Do you want to bring the joy of play and learning to children and caregivers living in remote and underserved communities? Check out ICDI’s new publication “Mobile Play Hub Operating Guidelines”.
This Toolkit is intended for organisations wishing to set up and run Mobile Play Hubs for children aged 0 to 10 years old. However, it is also useful to regular Play Hubs and other non-formal ECEC settings that want to make (outdoor) play more accessible to children of all ages.
With this Toolkit, practitioners will be able to set up a Mobile Play Hub and increase their knowledge about different forms of outdoor play. The Activity Cards provide inspiration to make outdoor play as accessible as possible.
With the help of our longstanding partners of the TOY for Inclusion programme Škola dokorán (Slovakia) and Partners Hungary Foundation (Hungary), two new Mobile Pay Hubs are opening in 2023 to welcome refugee children in Slovakia and Hungary with regular weekly activities.
Mobile Play Hubs are an alternative to regular Play Hubs – located in a physical space in a (pre)school, a community centre, a library, or a refugee camp – to create pop-up community-based inclusive non-formal educational play, learning and inclusion opportunities for children and caregivers. With these Mobile Play Hubs, we can reach small and medium remote, rural and underserved communities and provide a space where relationships between young children and families from all backgrounds are built and sustained. As establishing a new Play Hub is not always possible in response to a humanitarian crisis such as the war in Ukraine, Mobile Play Hubs provide a perfectly flexible solution. They bring the joy of play, learning and connection to refugee children who are displaced in their own country and other countries, even if they are scattered in underserved and remote communities.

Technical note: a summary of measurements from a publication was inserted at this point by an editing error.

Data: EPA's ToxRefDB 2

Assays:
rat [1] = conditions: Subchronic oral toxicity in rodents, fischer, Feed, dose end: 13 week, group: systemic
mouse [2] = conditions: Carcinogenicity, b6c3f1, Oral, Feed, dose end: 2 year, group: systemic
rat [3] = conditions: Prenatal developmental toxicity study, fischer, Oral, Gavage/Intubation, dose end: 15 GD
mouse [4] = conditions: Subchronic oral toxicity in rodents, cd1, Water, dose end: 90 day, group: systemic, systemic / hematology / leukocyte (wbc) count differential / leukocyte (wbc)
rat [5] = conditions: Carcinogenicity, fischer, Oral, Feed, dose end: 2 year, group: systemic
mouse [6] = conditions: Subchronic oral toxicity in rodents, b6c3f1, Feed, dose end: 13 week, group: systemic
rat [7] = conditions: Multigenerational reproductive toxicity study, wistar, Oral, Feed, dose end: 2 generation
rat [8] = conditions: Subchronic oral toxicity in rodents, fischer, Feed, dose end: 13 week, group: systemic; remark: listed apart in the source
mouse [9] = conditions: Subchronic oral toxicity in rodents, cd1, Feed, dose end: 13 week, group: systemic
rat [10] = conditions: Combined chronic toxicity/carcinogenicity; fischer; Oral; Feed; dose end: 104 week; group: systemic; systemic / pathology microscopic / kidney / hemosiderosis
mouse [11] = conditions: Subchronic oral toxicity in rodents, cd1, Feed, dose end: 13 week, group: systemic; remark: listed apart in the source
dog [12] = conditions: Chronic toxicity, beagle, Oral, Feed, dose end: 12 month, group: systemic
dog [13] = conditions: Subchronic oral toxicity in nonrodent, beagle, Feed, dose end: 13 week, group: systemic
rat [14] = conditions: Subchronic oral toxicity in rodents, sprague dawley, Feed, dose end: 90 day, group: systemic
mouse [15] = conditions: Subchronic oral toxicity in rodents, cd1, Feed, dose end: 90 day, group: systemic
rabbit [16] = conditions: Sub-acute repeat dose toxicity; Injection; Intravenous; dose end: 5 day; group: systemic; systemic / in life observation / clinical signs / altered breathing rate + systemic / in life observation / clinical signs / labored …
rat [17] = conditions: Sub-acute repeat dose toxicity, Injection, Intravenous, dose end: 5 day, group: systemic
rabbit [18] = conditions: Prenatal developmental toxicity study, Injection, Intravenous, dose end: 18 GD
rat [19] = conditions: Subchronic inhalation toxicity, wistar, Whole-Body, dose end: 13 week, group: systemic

The Toolkit is divided into two parts:
– The Operating Guidelines, which contain three chapters: address the role of everybody involved in the Mobile Play Hub, especially of the LATs, and illustrate how a Mobile Play Hub can be designed and operated to function as a surprise box for children, offering guidance to choose toys that fit children’s age best. The document also explains how Mobile Play Hubs work together with regular Play Hubs and other services available in the community. Lastly, the guidelines provide a good introduction to outdoor play and its importance for children’s mental and physical well-being.
– 16 Activity Cards to be used by practitioners in the Play Hubs and any other non-formal service to promote outdoor play for young children. The Activity Cards include four activities to be implemented throughout the year and three activities per season.
The Toolkit can be downloaded for free in English at the ICDI website. Translations in Ukrainian, Slovak, and Hungarian will be available and shared with the general public soon.